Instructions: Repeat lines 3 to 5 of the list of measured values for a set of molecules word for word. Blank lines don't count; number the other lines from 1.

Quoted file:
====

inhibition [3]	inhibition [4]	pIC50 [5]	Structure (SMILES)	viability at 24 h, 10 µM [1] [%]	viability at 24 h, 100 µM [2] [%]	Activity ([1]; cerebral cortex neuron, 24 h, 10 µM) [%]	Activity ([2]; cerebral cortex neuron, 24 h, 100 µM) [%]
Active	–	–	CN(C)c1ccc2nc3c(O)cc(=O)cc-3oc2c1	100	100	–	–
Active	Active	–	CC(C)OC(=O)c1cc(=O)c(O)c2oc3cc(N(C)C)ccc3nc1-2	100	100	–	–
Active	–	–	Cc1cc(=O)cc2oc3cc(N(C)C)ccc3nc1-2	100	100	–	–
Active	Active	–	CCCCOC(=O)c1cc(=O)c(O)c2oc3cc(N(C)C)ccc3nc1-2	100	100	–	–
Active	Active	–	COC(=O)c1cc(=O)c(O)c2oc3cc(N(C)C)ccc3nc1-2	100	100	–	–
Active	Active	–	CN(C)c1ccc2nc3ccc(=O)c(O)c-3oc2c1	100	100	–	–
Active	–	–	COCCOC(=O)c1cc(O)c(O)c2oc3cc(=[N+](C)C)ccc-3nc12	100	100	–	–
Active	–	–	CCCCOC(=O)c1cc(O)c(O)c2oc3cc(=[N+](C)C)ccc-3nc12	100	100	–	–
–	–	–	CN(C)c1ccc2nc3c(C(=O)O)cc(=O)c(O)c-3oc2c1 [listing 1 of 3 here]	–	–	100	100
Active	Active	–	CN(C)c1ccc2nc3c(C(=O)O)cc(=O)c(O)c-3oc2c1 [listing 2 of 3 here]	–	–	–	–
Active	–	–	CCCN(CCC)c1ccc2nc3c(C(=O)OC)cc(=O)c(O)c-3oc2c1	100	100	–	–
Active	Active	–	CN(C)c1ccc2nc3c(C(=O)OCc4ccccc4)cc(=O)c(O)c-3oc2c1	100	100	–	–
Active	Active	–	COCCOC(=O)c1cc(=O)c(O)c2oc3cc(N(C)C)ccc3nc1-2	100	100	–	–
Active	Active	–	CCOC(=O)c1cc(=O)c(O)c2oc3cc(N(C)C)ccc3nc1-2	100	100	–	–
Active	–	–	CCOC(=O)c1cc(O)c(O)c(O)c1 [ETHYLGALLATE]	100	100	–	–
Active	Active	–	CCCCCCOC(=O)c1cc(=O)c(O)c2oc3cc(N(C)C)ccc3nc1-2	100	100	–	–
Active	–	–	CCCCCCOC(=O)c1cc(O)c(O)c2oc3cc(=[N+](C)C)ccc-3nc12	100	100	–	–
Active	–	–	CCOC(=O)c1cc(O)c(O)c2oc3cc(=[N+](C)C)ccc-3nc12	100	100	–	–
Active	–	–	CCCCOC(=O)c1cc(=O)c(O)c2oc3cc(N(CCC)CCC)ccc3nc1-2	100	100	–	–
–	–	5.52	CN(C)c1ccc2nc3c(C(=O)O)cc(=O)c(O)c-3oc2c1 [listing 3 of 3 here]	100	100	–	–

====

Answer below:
Active	Active	–	CC(C)OC(=O)c1cc(=O)c(O)c2oc3cc(N(C)C)ccc3nc1-2	100	100	–	–
Active	–	–	Cc1cc(=O)cc2oc3cc(N(C)C)ccc3nc1-2	100	100	–	–
Active	Active	–	CCCCOC(=O)c1cc(=O)c(O)c2oc3cc(N(C)C)ccc3nc1-2	100	100	–	–